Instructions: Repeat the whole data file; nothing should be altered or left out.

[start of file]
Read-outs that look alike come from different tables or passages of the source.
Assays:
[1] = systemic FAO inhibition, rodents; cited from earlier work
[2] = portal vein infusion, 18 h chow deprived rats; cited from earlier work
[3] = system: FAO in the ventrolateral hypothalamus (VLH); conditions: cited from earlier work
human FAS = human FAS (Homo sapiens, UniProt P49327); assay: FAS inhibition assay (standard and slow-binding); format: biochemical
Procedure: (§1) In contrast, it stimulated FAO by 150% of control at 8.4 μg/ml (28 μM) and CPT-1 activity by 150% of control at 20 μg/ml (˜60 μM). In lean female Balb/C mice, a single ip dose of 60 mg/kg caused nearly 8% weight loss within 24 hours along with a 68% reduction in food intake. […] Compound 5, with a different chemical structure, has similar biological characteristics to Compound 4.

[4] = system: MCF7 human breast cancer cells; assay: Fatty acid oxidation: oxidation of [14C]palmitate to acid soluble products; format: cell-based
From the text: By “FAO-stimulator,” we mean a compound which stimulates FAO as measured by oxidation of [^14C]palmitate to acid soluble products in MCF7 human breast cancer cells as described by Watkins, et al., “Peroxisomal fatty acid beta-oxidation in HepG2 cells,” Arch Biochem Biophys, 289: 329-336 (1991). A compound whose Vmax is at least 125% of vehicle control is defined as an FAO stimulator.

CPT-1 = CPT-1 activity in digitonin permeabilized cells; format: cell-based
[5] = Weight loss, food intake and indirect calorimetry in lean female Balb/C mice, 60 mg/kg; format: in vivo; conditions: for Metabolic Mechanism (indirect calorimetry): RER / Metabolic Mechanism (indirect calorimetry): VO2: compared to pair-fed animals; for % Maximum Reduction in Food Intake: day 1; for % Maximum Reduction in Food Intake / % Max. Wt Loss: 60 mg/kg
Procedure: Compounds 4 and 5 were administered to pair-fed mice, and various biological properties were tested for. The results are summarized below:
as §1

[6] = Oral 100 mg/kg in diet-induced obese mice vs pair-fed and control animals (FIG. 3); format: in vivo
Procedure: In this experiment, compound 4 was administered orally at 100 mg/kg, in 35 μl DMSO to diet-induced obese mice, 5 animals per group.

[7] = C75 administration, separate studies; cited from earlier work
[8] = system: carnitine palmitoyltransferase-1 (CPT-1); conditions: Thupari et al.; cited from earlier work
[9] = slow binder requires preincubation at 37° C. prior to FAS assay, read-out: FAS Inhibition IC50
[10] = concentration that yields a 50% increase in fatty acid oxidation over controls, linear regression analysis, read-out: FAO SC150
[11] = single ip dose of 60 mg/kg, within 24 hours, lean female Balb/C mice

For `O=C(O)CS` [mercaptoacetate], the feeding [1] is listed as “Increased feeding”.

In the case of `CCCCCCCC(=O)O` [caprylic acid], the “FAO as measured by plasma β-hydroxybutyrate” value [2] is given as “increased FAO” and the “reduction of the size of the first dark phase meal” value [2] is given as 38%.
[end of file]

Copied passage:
Read-outs that look alike come from different tables or passages of the source.
Assays:
[1] = systemic FAO inhibition, rodents; cited from earlier work
[2] = portal vein infusion, 18 h chow deprived rats; cited from earlier work
[3] = system: FAO in the ventrolateral hypothalamus (VLH); conditions: cited from earlier work
human FAS = human FAS (Homo sapiens, UniProt P49327); assay: FAS inhibition assay (standard and slow-binding); format: biochemical
Procedure: (§1) In contrast, it stimulated FAO by 150% of control at 8.4 μg/ml (28 μM) and CPT-1 activity by 150% of control at 20 μg/ml (˜60 μM). In lean female Balb/C mice, a single ip dose of 60 mg/kg caused nearly 8% weight loss within 24 hours along with a 68% reduction in food intake. […] Compound 5, with a different chemical structure, has similar biological characteristics to Compound 4.

[4] = system: MCF7 human breast cancer cells; assay: Fatty acid oxidation: oxidation of [14C]palmitate to acid soluble products; format: cell-based
From the text: By “FAO-stimulator,” we mean a compound which stimulates FAO as measured by oxidation of [^14C]palmitate to acid soluble products in MCF7 human breast cancer cells as described by Watkins, et al., “Peroxisomal fatty acid beta-oxidation in HepG2 cells,” Arch Biochem Biophys, 289: 329-336 (1991). A compound whose Vmax is at least 125% of vehicle control is defined as an FAO stimulator.

CPT-1 = CPT-1 activity in digitonin permeabilized cells; format: cell-based
[5] = Weight loss, food intake and indirect calorimetry in lean female Balb/C mice, 60 mg/kg; format: in vivo; conditions: for Metabolic Mechanism (indirect calorimetry): RER / Metabolic Mechanism (indirect calorimetry): VO2: compared to pair-fed animals; for % Maximum Reduction in Food Intake: day 1; for % Maximum Reduction in Food Intake / % Max. Wt Loss: 60 mg/kg
Procedure: Compounds 4 and 5 were administered to pair-fed mice, and various biological properties were tested for. The results are summarized below:
as §1

[6] = Oral 100 mg/kg in diet-induced obese mice vs pair-fed and control animals (FIG. 3); format: in vivo
Procedure: In this experiment, compound 4 was administered orally at 100 mg/kg, in 35 μl DMSO to diet-induced obese mice, 5 animals per group.

[7] = C75 administration, separate studies; cited from earlier work
[8] = system: carnitine palmitoyltransferase-1 (CPT-1); conditions: Thupari et al.; cited from earlier work
[9] = slow binder requires preincubation at 37° C. prior to FAS assay, read-out: FAS Inhibition IC50
[10] = concentration that yields a 50% increase in fatty acid oxidation over controls, linear regression analysis, read-out: FAO SC150
[11] = single ip dose of 60 mg/kg, within 24 hours, lean female Balb/C mice

For `O=C(O)CS` [mercaptoacetate], the feeding [1] is listed as “Increased feeding”.

In the case of `CCCCCCCC(=O)O` [caprylic acid], the “FAO as measured by plasma β-hydroxybutyrate” value [2] is given as “increased FAO” and the “reduction of the size of the first dark phase meal” value [2] is given as 38%.